The only building to survive from the medieval period is All Saints’ Church (NHER 3773), a small attractive building whose origins date back to the 13th to 15th centuries. It has, however, a rather odd history. The west tower collapsed in 1653 and a second storey of brick was built on top of the magnificent and ornate 15th century south porch to serve as a belfry. Then the south aisle was demolished in 1796, leaving the porch tenuously connected to the church by a short brick wall. In 1906 practically the whole church was rebuilt, the porch losing its incongruous brick upper storey and gaining a new parapet and pinnacles. The original work now remaining consists of a very good 13th century doorway inside the south porch, the porch itself, the nave north wall and the 14th century north arcade and chancel arch, the latter very pointed. Inside, the pulpit is early 17th century. The top of the screen is modern, but the 15th century base has painted saints, very defaced.


Weasenham All Saints Church before the 1906 restoration.

 Weasenham All Saints Church before the 1906 restoration.

Other medieval buildings have not survived, but scatters of contemporary material can serve as evidence of their former presence. East of the A1065, fragments of medieval pottery were found on the surface in 1969 (NHER 3726). A pond here is thought to be part of the medieval moated site of Easthall Manor, though no other sides of the moat remain. A fairly extensive scatter of large flint nodules and a little tile probably mark the site of the building. Further west, medieval pottery fragments were recovered from the headlands of a sugar beet field in 1982. The area is said to be the site of a medieval manor house (NHER 18306). In Azalea Wood is an enigmatic earthwork consisting of two banks surrounded by ditches (NHER 25449). It may be a medieval rabbit warren.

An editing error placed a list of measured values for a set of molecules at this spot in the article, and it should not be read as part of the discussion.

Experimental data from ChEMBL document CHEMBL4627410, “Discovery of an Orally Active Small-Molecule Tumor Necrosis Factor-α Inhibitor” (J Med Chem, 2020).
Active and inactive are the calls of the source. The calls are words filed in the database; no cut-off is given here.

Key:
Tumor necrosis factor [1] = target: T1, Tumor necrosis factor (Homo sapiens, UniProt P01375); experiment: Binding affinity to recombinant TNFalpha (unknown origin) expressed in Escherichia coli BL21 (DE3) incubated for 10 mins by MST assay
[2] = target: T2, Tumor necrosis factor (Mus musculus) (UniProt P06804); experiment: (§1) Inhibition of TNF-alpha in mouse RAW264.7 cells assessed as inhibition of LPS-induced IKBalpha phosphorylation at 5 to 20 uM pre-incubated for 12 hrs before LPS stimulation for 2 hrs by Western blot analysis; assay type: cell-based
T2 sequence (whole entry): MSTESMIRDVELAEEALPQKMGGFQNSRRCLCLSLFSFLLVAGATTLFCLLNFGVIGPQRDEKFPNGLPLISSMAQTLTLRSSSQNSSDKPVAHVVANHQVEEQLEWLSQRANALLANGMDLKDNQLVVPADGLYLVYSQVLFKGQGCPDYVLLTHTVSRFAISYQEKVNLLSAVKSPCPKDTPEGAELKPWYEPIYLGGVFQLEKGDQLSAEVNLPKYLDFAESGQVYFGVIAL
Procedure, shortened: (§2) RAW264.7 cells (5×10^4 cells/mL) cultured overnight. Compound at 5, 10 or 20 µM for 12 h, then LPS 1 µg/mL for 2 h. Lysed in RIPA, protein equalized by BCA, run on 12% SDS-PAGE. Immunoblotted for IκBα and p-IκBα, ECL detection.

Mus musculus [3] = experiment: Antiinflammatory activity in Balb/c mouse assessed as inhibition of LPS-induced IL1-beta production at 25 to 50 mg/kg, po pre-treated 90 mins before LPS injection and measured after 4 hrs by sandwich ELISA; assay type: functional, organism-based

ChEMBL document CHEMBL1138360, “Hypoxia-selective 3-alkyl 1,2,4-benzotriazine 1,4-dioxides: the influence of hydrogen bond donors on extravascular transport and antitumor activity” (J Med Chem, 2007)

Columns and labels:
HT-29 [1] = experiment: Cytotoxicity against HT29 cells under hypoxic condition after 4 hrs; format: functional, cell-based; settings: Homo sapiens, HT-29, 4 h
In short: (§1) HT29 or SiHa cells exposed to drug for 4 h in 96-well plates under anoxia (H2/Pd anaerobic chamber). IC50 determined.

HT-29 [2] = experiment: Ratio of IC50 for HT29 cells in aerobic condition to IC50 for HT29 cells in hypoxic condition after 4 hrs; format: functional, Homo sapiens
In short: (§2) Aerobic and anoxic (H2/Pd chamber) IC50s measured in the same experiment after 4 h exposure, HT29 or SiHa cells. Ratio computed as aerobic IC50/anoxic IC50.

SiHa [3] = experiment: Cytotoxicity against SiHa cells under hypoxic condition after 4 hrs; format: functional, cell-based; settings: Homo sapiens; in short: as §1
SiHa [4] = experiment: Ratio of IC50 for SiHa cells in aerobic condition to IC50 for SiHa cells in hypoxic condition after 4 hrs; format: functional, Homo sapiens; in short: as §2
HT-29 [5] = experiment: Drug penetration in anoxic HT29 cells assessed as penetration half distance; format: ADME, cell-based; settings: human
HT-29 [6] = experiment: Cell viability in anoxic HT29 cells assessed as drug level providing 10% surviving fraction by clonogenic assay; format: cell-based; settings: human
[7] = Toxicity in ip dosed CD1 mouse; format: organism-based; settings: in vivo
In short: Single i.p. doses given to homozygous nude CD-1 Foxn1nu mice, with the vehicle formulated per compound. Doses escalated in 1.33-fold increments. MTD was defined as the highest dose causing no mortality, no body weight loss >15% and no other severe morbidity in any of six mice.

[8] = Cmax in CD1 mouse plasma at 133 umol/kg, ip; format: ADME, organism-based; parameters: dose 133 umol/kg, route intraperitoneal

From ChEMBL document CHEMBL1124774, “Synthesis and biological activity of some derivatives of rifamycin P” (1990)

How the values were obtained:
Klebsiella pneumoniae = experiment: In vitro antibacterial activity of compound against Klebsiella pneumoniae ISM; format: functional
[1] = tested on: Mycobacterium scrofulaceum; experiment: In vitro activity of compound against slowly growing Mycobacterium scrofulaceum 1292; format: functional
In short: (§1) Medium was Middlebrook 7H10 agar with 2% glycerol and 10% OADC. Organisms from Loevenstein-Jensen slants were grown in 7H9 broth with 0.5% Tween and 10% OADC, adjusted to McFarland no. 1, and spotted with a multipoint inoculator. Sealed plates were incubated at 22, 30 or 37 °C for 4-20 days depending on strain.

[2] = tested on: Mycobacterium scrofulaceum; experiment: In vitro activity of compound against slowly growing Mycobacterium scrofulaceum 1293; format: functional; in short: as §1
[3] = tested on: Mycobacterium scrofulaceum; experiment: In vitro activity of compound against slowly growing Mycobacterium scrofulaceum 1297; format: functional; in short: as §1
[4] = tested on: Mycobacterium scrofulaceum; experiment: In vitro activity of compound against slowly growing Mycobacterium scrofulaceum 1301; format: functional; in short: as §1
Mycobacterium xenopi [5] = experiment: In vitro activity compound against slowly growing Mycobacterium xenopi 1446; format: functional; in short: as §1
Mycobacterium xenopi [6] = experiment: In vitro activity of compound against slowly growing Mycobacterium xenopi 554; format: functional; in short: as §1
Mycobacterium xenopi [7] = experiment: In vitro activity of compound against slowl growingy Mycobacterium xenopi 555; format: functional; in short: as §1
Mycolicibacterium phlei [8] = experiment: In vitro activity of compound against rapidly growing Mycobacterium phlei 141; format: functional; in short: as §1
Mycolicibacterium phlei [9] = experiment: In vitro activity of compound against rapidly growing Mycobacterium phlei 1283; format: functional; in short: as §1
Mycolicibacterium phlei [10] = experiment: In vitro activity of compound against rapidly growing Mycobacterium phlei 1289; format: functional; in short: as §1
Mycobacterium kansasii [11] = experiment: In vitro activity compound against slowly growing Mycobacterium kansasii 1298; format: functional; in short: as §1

Medieval finds include pottery fragments (NHER 3689, 3724, 3725 and 3726), a brooch (NHER 3675), coins (NHER 3726), a jetton (NHER 3726) and a sword or dagger chape (NHER 50166).

Unusually, there are no surviving post medieval buildings on the record. At Mill Cottages is the site of a post mill (NHER 15156), marked on a map of 1797. It was demolished in 1869. To the west of the village is the site of Weasenham Hall (NHER 3681), a large red brick and terracotta Neo-Jacobean house, probably on the site of an earlier manor house, built in 1905 for the second Earl of Leicester. It was demolished a few years ago ahead of the site being redeveloped.

P. Aldridge (NLA), 18 September 2007.


Further Reading

Rye, J., 1991. A Popular Guide to Norfolk Place Names (Dereham, The Larks Press)

Brown, P. (Ed.) Domesday Book; Norfolk (Chichester, Phillimore & Co)

Pevsner, N. & Wilson, B., 1999. The Buildings of England. Norfolk 2: North-West and South  (London, Penguin Books)

Mortlock, D. & Roberts, C., 1985. The Popular Guide to Norfolk Churches (Cambridge, Acorn Editions)